Deprecated: Hook custom_css_loaded is deprecated since version jetpack-13.5! Use WordPress Custom CSS instead. Jetpack no longer supports Custom CSS. Read the documentation to learn how to apply custom styles to your site: in /home/ on line 6078
Is It Literary Fiction? - Donna Everhart

Donna Everhart

Is It Literary Fiction?

The debate over whether a particular piece of writing is considered literary fiction or not, goes on.   All you have to do is Google the term and you can read about varying viewpoints all day long.

Wikipedia says “Literary fiction is a term principally used for certain fictional works that are claimed to hold literary merit.”  But then, that opens the door to the argument as to what has or is of literary merit.   Again, for many, this is considered too subjective and a vast number of opinions have been given in which many believe it elevates this style of writing to a level  considered to be that of  “scholarly elitists.”   To categorize someone’s work as literary fiction blows the doors wide open for discussion and opposing viewpoints and all of the arguments are good ones.

For example, THE HELP was categorized on a few sites  as being literary fiction, while others claimed it was commercial fiction.  I’d lean more toward commercial fiction, yet I can understand why someone else would think otherwise.  The position of many is, 1) if a book is well written – and for some this means exquisite language is used whereas for others it means understandable without the need to drag out a dictionary or thesaurus, 2)  it isn’t plot driven, 3) it deals with the main character’s inner turmoil, and/or it deals with some important facet of today’s society, and 5) it shows that this character has changed or grown by the end of the book, equals literary fiction.  I don’t think it means that the book has to be so profound or philosophical that you end up reading sentences over and over just to get the gist of them, but a story told eloquently, in which the character deals with an important issue – whether it’s their own or some social problem and then grows in some way.   Yet, it’s this straightforward view that has been the cause of why there’s been so much debate about it because there are books that fall under one of the other genres, yet are so well written, you have to wonder where they fall in the grand scheme of categorization.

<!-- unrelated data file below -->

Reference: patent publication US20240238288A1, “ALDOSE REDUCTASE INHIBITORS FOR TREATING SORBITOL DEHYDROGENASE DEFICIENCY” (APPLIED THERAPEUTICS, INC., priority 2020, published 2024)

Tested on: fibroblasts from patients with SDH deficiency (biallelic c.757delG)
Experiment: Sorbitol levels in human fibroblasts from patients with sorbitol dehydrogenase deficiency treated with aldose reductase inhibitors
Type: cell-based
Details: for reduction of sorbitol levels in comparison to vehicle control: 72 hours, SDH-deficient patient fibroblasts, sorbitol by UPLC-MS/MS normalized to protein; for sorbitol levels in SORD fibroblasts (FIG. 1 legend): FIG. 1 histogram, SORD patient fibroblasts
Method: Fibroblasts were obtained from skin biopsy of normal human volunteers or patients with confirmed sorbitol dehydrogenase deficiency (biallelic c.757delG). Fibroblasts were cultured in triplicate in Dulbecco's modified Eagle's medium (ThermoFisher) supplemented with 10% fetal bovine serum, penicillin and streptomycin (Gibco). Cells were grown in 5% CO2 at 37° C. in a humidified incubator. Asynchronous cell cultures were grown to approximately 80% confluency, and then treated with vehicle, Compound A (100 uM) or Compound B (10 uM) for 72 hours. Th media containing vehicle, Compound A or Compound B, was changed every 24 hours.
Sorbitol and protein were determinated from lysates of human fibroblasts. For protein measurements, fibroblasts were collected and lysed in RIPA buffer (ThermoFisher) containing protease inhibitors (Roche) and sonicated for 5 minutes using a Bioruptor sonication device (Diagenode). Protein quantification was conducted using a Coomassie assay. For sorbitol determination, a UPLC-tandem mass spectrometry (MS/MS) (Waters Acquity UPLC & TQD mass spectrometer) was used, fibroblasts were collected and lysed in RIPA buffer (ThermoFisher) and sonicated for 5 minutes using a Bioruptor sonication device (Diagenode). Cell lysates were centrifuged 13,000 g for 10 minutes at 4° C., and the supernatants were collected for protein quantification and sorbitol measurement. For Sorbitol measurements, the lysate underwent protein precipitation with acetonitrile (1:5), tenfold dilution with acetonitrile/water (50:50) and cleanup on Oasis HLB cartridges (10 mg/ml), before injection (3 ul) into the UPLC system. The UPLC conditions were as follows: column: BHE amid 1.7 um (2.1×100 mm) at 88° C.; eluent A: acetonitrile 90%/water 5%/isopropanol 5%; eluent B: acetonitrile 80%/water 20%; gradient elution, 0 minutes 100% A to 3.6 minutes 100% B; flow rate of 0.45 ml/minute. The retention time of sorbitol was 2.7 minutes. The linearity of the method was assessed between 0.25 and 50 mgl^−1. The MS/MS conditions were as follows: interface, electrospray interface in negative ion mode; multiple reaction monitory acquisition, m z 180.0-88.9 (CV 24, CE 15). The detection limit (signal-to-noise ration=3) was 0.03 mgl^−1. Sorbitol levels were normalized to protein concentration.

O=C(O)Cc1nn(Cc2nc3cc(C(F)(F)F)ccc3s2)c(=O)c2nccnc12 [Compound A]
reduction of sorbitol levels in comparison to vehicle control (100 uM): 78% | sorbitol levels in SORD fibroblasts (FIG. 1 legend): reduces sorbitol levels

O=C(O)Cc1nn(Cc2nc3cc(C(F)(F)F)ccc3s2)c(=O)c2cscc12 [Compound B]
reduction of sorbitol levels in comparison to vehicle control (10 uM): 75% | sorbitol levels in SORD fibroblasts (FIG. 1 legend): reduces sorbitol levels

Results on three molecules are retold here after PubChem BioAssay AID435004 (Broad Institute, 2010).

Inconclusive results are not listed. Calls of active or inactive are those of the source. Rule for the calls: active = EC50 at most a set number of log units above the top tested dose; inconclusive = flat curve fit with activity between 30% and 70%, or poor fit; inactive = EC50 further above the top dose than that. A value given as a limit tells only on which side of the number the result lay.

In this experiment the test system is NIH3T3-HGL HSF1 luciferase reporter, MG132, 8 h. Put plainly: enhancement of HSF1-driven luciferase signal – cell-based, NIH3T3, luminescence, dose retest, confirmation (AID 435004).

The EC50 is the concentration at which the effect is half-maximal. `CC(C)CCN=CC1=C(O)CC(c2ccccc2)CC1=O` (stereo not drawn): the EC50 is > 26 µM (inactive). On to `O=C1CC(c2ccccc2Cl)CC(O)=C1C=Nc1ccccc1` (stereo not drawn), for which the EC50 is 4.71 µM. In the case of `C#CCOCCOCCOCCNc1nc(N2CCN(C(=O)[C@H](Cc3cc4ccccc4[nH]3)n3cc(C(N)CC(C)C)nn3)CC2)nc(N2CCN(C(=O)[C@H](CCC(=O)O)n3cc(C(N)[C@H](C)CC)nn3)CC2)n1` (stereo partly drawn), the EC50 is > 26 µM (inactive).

I’ve spent quite a bit of time reading about what is or what isn’t literary fiction because that tends to be the sort of books I read.  It’s also what I believe are the types of books I’m writing.  Sitting on my bookshelves are ATONEMENT by Ian McEwan, THE ROAD by Cormac McCarthy, THE POISONWOOD BIBLE, Barbara Kingsolver, WE WERE THE MULVANEY’S by Joyce Carol Oates, BASTARD OUT OF CAROLINA by DorothyAllison,  every book ever written by Kaye Gibbons … on and on …and many more, but you get the idea.

I suppose it doesn’t really matter that I think of my writing as lit fiction, because when it comes right down to it, and from what I’ve read,  someone else may decide it isn’t.   As I write this post today, it wouldn’t matter to me all that much if any of the books I’ve written were categorized as commercial fiction, for example.   I’m just trying to write as well as I can and to tell a story in the way I would enjoy reading it, without thinking or over rotating too much on how it would be positioned.   This idea that to claim one’s writing as literary fiction means one thinks their writing is better than the other genres is B.S.  It simply means it’s not plot driven, it means I like to get into my protagonist’s head and see how they think and what they might do about this problem or issue I’ve stuck them with, and how they might change. That’s all, no more, no less.

Scroll to Top